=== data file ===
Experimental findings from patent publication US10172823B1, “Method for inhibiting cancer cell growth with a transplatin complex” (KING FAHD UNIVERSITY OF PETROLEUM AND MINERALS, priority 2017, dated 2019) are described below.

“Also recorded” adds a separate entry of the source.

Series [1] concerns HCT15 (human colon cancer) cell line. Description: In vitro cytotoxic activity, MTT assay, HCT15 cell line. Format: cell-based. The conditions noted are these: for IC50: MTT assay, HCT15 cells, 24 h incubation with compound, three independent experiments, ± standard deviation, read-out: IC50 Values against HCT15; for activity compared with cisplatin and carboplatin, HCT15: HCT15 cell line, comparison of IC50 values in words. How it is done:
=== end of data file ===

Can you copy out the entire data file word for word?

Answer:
Experimental findings from patent publication US10172823B1, “Method for inhibiting cancer cell growth with a transplatin complex” (KING FAHD UNIVERSITY OF PETROLEUM AND MINERALS, priority 2017, dated 2019) are described below.

“Also recorded” adds a separate entry of the source.

Series [1] concerns HCT15 (human colon cancer) cell line. Description: In vitro cytotoxic activity, MTT assay, HCT15 cell line. Format: cell-based. The conditions noted are these: for IC50: MTT assay, HCT15 cells, 24 h incubation with compound, three independent experiments, ± standard deviation, read-out: IC50 Values against HCT15; for activity compared with cisplatin and carboplatin, HCT15: HCT15 cell line, comparison of IC50 values in words. How it is done: